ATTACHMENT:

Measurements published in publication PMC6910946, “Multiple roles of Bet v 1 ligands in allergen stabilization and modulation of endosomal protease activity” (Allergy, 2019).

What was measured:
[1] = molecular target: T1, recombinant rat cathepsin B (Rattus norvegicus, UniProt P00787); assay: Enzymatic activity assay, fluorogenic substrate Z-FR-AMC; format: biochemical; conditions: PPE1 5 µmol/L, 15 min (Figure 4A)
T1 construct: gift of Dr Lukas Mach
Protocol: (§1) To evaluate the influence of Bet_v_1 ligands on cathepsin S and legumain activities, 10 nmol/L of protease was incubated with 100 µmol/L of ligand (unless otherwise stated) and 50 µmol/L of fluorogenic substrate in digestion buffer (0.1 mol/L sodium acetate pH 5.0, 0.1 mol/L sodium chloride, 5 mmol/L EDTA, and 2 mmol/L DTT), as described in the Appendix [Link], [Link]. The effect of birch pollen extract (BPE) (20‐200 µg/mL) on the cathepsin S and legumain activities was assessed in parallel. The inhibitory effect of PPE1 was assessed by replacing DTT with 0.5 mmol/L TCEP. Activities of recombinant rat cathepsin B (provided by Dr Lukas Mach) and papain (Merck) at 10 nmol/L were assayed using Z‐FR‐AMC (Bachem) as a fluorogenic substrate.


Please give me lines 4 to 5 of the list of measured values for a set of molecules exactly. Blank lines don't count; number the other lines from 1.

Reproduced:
T1 construct: gift of Dr Lukas Mach
Protocol: (§1) To evaluate the influence of Bet_v_1 ligands on cathepsin S and legumain activities, 10 nmol/L of protease was incubated with 100 µmol/L of ligand (unless otherwise stated) and 50 µmol/L of fluorogenic substrate in digestion buffer (0.1 mol/L sodium acetate pH 5.0, 0.1 mol/L sodium chloride, 5 mmol/L EDTA, and 2 mmol/L DTT), as described in the Appendix [Link], [Link]. The effect of birch pollen extract (BPE) (20‐200 µg/mL) on the cathepsin S and legumain activities was assessed in parallel. The inhibitory effect of PPE1 was assessed by replacing DTT with 0.5 mmol/L TCEP. Activities of recombinant rat cathepsin B (provided by Dr Lukas Mach) and papain (Merck) at 10 nmol/L were assayed using Z‐FR‐AMC (Bachem) as a fluorogenic substrate.